40 per cent cite lack of resources as a key restraint
Emily writes for CorpComms Mag, follow her tweets here @EmilyAVNicholls
There is growing concern about the use of social media within the financial services sector, yet those operating in the sector increasingly view it as a useful means of communication, according to a recent report by communications consultancy Cicero.
The report entitled Marriage from Hell or Made in Heaven: The Financial Sector and Social Media found that the five main social media-related fears are: potential brand damage, compliance issues, lack of expertise, difficulty in measuring return on investment and resource constraints.
More than two fifths of those surveyed said their firms were excited about the prospect of social media, compared to nearly one fifth of respondents who said their firm was concerned.
A quarter of respondents said they were concerned about how to manage the volume of traffic on social media platforms, while another third were concerned by the lack of internal knowledge within their organisations on the subject.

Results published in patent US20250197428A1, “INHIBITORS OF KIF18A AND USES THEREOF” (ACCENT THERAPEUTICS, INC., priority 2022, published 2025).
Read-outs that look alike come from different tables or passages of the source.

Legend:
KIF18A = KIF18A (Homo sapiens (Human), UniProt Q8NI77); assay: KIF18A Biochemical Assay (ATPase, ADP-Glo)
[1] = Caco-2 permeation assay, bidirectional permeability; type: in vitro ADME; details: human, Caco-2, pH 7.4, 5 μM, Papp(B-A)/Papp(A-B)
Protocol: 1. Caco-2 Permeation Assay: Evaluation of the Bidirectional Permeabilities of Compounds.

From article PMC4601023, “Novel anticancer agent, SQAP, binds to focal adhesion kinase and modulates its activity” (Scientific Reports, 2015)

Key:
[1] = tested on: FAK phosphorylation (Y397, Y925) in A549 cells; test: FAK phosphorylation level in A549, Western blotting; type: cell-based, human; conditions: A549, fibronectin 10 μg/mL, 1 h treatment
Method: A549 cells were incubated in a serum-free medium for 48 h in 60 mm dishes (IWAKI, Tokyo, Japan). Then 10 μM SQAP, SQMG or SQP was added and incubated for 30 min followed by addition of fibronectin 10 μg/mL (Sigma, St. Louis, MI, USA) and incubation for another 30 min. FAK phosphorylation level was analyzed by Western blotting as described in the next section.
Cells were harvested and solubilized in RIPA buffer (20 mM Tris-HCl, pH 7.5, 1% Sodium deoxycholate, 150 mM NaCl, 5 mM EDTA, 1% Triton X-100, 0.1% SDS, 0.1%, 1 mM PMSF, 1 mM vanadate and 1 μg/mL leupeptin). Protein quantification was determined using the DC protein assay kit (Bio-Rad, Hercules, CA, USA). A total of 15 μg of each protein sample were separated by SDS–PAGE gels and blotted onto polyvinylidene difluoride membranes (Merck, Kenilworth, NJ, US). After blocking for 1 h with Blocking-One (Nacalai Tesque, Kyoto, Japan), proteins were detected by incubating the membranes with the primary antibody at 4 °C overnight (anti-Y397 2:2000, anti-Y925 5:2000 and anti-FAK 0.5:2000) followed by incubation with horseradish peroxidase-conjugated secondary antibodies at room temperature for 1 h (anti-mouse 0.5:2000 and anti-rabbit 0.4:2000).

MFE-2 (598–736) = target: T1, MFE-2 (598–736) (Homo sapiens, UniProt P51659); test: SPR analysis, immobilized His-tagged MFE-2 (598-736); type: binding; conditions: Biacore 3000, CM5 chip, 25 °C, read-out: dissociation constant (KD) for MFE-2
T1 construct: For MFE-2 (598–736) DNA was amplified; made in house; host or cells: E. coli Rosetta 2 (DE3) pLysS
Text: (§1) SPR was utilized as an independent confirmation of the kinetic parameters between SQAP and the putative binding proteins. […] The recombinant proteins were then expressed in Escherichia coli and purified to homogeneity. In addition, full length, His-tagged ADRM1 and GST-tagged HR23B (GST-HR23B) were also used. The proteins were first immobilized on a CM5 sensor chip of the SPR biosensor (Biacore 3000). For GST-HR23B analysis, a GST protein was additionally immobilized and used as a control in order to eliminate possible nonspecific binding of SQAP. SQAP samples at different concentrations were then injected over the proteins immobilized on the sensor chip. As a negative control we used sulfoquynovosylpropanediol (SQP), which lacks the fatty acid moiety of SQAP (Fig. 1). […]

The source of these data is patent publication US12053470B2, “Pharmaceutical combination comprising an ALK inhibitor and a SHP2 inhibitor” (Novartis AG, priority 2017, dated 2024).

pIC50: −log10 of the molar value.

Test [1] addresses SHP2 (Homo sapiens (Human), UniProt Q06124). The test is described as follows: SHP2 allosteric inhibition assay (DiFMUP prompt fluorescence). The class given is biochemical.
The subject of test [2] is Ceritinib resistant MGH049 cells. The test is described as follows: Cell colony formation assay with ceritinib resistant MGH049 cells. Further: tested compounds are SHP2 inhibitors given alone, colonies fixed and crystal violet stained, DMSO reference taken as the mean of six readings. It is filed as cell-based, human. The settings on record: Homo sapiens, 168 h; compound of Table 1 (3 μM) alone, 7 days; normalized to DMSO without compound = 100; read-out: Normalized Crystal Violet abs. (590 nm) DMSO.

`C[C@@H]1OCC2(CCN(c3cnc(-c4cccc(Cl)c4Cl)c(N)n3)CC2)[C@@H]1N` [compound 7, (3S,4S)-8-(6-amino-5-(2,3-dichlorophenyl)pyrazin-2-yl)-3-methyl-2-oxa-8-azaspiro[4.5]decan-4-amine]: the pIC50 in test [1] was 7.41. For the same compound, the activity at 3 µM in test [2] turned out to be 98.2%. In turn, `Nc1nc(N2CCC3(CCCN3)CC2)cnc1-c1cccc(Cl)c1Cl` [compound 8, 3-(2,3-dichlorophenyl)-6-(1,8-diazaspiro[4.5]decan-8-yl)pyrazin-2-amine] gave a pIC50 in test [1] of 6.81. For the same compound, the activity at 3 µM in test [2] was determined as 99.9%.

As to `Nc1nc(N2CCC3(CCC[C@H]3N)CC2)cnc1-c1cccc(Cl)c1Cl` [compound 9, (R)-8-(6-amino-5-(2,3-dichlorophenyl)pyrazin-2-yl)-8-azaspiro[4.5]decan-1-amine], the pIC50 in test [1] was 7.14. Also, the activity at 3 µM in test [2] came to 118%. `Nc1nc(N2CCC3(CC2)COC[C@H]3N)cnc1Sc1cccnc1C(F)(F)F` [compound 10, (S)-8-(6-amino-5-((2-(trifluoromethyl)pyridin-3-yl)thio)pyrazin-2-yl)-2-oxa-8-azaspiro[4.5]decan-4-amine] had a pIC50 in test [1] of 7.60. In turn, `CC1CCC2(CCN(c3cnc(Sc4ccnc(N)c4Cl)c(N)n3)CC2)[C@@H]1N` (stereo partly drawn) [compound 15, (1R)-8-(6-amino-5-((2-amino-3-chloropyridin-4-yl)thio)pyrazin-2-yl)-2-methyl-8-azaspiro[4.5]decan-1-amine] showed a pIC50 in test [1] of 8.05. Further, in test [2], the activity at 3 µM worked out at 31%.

Almost two fifths were concerned about the lack of resources that could be realistically dedicated to social media.
Despite the apparent fears, a quarter of participants believed that social media could be the new way to communicate to tomorrow's consumer, and more than half agreed that social media provides a new method of communication. An overwhelming majority of more than 80 per cent see Twitter as the most important social network for their company.
Almost three fifths of respondents did not think the financial services sector had effectively grasped social media. Less than half of the organisations surveyed said that they were making effective use of social media, and ten per cent do not have it on their agenda at all.
Just 11 per cent of firms had fully integrated social media into their business strategy, and almost 60 per cent spend less than £50,000 each year on implementing it. Almost 30 per cent are not spending anything on social media.
Two fifths of the organisations involved use external advisors to help them learn more about social media, and almost half of those using external advisors are using them to monitor their social media channels.